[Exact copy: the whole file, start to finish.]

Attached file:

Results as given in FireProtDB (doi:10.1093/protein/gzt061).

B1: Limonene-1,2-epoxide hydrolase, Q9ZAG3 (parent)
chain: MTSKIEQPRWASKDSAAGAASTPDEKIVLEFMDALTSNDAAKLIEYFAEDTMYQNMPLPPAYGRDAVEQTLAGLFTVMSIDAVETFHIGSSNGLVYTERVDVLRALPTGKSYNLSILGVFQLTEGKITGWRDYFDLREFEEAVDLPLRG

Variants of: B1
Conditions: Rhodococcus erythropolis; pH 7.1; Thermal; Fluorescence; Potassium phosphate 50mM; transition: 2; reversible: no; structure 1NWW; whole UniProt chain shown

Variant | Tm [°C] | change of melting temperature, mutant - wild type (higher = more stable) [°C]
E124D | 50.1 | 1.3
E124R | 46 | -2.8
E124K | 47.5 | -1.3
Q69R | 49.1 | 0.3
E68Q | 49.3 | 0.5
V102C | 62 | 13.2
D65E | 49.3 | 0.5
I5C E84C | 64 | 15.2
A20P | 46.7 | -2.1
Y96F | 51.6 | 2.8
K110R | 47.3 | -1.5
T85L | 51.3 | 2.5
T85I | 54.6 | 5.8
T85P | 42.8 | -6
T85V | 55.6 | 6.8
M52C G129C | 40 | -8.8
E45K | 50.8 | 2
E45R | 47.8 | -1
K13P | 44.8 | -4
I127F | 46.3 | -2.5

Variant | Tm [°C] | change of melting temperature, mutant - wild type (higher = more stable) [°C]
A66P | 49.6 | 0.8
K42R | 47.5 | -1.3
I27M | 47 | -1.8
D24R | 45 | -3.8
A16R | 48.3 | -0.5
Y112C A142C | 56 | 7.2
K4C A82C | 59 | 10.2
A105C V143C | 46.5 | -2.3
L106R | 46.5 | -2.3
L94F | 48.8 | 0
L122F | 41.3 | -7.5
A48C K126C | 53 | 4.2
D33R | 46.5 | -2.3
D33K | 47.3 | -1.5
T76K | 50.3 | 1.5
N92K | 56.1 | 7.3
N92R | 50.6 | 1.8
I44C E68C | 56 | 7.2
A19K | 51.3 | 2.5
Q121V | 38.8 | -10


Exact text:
Results as given in FireProtDB (doi:10.1093/protein/gzt061).

B1: Limonene-1,2-epoxide hydrolase, Q9ZAG3 (parent)
chain: MTSKIEQPRWASKDSAAGAASTPDEKIVLEFMDALTSNDAAKLIEYFAEDTMYQNMPLPPAYGRDAVEQTLAGLFTVMSIDAVETFHIGSSNGLVYTERVDVLRALPTGKSYNLSILGVFQLTEGKITGWRDYFDLREFEEAVDLPLRG

Variants of: B1
Conditions: Rhodococcus erythropolis; pH 7.1; Thermal; Fluorescence; Potassium phosphate 50mM; transition: 2; reversible: no; structure 1NWW; whole UniProt chain shown

Variant | Tm [°C] | change of melting temperature, mutant - wild type (higher = more stable) [°C]
E124D | 50.1 | 1.3
E124R | 46 | -2.8
E124K | 47.5 | -1.3
Q69R | 49.1 | 0.3
E68Q | 49.3 | 0.5
V102C | 62 | 13.2
D65E | 49.3 | 0.5
I5C E84C | 64 | 15.2
A20P | 46.7 | -2.1
Y96F | 51.6 | 2.8
K110R | 47.3 | -1.5
T85L | 51.3 | 2.5
T85I | 54.6 | 5.8
T85P | 42.8 | -6
T85V | 55.6 | 6.8
M52C G129C | 40 | -8.8
E45K | 50.8 | 2
E45R | 47.8 | -1
K13P | 44.8 | -4
I127F | 46.3 | -2.5

Variant | Tm [°C] | change of melting temperature, mutant - wild type (higher = more stable) [°C]
A66P | 49.6 | 0.8
K42R | 47.5 | -1.3
I27M | 47 | -1.8
D24R | 45 | -3.8
A16R | 48.3 | -0.5
Y112C A142C | 56 | 7.2
K4C A82C | 59 | 10.2
A105C V143C | 46.5 | -2.3
L106R | 46.5 | -2.3
L94F | 48.8 | 0
L122F | 41.3 | -7.5
A48C K126C | 53 | 4.2
D33R | 46.5 | -2.3
D33K | 47.3 | -1.5
T76K | 50.3 | 1.5
N92K | 56.1 | 7.3
N92R | 50.6 | 1.8
I44C E68C | 56 | 7.2
A19K | 51.3 | 2.5
Q121V | 38.8 | -10